Advertising industry trade association CEO on ad blocking, viewability, and fraud

Mike Shields, writing for the Wall Street Journal, pulled together this fascinating interview with Randall Rothenberg, CEO of the Interactive Advertising Bureau, a trade association of sorts for the advertising industry.

Some core comments from Rothenberg:

There is a real issue. I’m not worried because the marketing and media value chain has shown remarkable resilience. There is a natural human need to have businesses proposition you with goods and services and vice versa. You need to have that communication. I’m really not worried about whether advertising will be able to find its way through digital channels. I am concerned — very, very concerned — that costs of ads will go up and up and up from this unethical obstruction.

On the cause of this problem:

There is a fair amount of shared responsibility here. We have definitely, definitely over time gummed up the advertising experience and Web pages with all kinds of analytics and pixels and tags and all kinds of things. The more we are able to do with advertising on the Web, the more it contributes to the problem. So this is absolutely something the industry can address and should address.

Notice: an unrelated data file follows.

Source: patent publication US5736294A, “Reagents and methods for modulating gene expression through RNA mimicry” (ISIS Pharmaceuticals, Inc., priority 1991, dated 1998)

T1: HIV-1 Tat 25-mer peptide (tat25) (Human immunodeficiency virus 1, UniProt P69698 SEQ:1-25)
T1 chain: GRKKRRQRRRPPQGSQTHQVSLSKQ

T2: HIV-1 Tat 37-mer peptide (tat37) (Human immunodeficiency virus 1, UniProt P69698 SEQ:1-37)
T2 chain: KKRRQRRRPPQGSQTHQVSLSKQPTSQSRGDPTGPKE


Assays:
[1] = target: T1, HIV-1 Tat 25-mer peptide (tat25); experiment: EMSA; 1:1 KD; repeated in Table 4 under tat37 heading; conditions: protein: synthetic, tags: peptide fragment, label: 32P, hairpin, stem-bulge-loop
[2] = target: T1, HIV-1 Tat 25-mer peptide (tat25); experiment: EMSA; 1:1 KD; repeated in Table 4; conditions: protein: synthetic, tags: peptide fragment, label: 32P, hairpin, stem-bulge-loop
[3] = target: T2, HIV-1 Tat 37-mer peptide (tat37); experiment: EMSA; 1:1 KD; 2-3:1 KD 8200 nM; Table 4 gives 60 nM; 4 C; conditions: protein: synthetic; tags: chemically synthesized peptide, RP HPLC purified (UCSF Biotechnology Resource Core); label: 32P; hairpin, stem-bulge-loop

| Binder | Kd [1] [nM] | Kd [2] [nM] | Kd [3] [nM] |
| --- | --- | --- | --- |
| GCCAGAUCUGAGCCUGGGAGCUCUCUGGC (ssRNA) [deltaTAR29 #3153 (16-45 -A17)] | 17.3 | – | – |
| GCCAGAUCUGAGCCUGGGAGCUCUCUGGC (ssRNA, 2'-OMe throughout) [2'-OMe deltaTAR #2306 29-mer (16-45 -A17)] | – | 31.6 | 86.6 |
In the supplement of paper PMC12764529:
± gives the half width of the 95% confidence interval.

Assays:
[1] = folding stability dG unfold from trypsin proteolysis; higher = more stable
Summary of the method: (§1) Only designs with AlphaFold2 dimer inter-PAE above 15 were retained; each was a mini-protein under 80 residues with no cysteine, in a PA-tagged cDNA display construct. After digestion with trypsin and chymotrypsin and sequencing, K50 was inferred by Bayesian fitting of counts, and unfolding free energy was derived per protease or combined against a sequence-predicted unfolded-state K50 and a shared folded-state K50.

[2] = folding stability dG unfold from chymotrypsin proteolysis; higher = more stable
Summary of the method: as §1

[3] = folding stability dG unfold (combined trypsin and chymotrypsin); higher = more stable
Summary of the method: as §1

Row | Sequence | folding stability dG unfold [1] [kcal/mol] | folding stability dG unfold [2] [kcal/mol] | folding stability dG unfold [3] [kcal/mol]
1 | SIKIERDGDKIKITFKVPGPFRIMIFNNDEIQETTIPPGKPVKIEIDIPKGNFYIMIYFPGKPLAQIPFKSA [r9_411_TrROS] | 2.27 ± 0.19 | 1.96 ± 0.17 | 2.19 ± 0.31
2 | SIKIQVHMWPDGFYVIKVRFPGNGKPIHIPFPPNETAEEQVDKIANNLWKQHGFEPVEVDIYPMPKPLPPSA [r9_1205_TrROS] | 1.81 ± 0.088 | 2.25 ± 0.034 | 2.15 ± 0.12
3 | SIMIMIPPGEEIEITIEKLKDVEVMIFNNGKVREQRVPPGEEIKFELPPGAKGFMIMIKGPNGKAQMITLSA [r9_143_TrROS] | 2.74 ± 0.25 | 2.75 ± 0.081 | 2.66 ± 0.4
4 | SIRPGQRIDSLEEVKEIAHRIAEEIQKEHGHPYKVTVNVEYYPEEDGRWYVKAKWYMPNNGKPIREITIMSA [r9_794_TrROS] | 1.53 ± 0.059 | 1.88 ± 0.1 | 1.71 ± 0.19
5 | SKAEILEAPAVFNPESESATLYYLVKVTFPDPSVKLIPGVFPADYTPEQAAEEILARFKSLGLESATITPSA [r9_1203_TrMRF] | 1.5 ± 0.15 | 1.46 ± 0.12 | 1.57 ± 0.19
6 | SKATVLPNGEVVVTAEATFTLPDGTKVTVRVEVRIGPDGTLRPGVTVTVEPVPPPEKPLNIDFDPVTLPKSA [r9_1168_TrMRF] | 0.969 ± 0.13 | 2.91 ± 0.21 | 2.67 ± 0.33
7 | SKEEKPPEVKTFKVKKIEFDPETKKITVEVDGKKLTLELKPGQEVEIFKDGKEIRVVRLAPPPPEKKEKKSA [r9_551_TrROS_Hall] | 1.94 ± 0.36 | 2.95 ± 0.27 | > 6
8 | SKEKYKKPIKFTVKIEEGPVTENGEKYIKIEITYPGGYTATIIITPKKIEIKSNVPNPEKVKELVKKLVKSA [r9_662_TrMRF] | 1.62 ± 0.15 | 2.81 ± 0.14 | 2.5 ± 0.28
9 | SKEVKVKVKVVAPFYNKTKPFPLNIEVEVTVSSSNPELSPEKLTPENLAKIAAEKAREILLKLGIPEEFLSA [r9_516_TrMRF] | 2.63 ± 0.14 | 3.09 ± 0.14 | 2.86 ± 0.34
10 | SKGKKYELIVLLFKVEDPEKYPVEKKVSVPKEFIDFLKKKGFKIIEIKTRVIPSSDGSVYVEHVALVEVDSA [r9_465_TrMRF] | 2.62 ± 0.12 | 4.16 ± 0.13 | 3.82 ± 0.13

On potential legal action:

We’ve examined this, and there are some pretty good legal principles here. So that might be a course of action. Maybe. Certainly nothing aimed at consumers. That would be a bad idea. In terms of the software companies, nothing is imminent.

One thing that frustrates the hell out of me is that these companies are ad-blocking profiteers. They are trying to divert a portion of brands’ spending to line their own pockets.

Read the rest. It’s fascinating. Always good to see both sides of an issue, but Rothenberg seems blind to the real problem. He seems to see it as ad blockers taking money from his client’s pockets. This is not a chicken and egg problem. We know which came first. If ads were helpful or, at worst, innocuous, this issue wouldn’t exist.

Take responsibility for the problem, apologize, vow to do better, than do better. Anything short of that is self-serving.